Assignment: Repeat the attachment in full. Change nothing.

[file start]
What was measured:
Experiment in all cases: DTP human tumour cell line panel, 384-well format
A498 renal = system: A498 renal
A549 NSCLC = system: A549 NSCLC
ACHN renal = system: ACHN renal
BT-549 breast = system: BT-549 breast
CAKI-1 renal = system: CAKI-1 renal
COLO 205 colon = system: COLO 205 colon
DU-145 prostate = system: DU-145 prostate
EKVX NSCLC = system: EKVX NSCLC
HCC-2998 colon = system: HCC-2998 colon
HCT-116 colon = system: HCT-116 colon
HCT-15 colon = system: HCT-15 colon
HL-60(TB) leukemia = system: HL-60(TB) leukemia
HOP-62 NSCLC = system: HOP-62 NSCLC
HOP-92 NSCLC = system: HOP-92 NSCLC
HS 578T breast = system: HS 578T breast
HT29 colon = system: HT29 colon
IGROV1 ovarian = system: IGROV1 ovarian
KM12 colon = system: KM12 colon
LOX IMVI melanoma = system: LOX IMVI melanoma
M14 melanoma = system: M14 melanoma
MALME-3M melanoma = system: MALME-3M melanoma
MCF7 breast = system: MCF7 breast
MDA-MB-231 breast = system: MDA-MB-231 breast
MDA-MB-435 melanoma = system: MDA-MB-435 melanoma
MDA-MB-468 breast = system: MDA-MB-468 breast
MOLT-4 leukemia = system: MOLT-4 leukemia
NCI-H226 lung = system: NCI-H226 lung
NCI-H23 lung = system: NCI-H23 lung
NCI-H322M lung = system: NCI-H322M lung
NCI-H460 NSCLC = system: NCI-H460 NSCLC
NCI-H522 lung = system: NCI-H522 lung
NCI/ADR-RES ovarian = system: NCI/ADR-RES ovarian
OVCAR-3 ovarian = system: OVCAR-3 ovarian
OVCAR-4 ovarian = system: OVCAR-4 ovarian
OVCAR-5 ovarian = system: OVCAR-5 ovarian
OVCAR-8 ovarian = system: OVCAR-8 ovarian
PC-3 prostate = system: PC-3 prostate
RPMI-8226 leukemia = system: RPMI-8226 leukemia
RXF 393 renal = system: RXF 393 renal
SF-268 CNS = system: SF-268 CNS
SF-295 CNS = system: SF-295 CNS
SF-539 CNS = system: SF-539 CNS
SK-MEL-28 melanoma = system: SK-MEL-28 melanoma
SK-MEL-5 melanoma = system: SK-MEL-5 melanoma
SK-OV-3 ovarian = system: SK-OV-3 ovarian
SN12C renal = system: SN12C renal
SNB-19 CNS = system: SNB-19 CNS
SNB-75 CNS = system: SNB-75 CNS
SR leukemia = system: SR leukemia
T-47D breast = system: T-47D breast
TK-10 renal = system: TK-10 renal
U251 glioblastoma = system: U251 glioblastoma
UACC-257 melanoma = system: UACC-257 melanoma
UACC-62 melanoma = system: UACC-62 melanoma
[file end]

What was measured:
Experiment in all cases: DTP human tumour cell line panel, 384-well format
A498 renal = system: A498 renal
A549 NSCLC = system: A549 NSCLC
ACHN renal = system: ACHN renal
BT-549 breast = system: BT-549 breast
CAKI-1 renal = system: CAKI-1 renal
COLO 205 colon = system: COLO 205 colon
DU-145 prostate = system: DU-145 prostate
EKVX NSCLC = system: EKVX NSCLC
HCC-2998 colon = system: HCC-2998 colon
HCT-116 colon = system: HCT-116 colon
HCT-15 colon = system: HCT-15 colon
HL-60(TB) leukemia = system: HL-60(TB) leukemia
HOP-62 NSCLC = system: HOP-62 NSCLC
HOP-92 NSCLC = system: HOP-92 NSCLC
HS 578T breast = system: HS 578T breast
HT29 colon = system: HT29 colon
IGROV1 ovarian = system: IGROV1 ovarian
KM12 colon = system: KM12 colon
LOX IMVI melanoma = system: LOX IMVI melanoma
M14 melanoma = system: M14 melanoma
MALME-3M melanoma = system: MALME-3M melanoma
MCF7 breast = system: MCF7 breast
MDA-MB-231 breast = system: MDA-MB-231 breast
MDA-MB-435 melanoma = system: MDA-MB-435 melanoma
MDA-MB-468 breast = system: MDA-MB-468 breast
MOLT-4 leukemia = system: MOLT-4 leukemia
NCI-H226 lung = system: NCI-H226 lung
NCI-H23 lung = system: NCI-H23 lung
NCI-H322M lung = system: NCI-H322M lung
NCI-H460 NSCLC = system: NCI-H460 NSCLC
NCI-H522 lung = system: NCI-H522 lung
NCI/ADR-RES ovarian = system: NCI/ADR-RES ovarian
OVCAR-3 ovarian = system: OVCAR-3 ovarian
OVCAR-4 ovarian = system: OVCAR-4 ovarian
OVCAR-5 ovarian = system: OVCAR-5 ovarian
OVCAR-8 ovarian = system: OVCAR-8 ovarian
PC-3 prostate = system: PC-3 prostate
RPMI-8226 leukemia = system: RPMI-8226 leukemia
RXF 393 renal = system: RXF 393 renal
SF-268 CNS = system: SF-268 CNS
SF-295 CNS = system: SF-295 CNS
SF-539 CNS = system: SF-539 CNS
SK-MEL-28 melanoma = system: SK-MEL-28 melanoma
SK-MEL-5 melanoma = system: SK-MEL-5 melanoma
SK-OV-3 ovarian = system: SK-OV-3 ovarian
SN12C renal = system: SN12C renal
SNB-19 CNS = system: SNB-19 CNS
SNB-75 CNS = system: SNB-75 CNS
SR leukemia = system: SR leukemia
T-47D breast = system: T-47D breast
TK-10 renal = system: TK-10 renal
U251 glioblastoma = system: U251 glioblastoma
UACC-257 melanoma = system: UACC-257 melanoma
UACC-62 melanoma = system: UACC-62 melanoma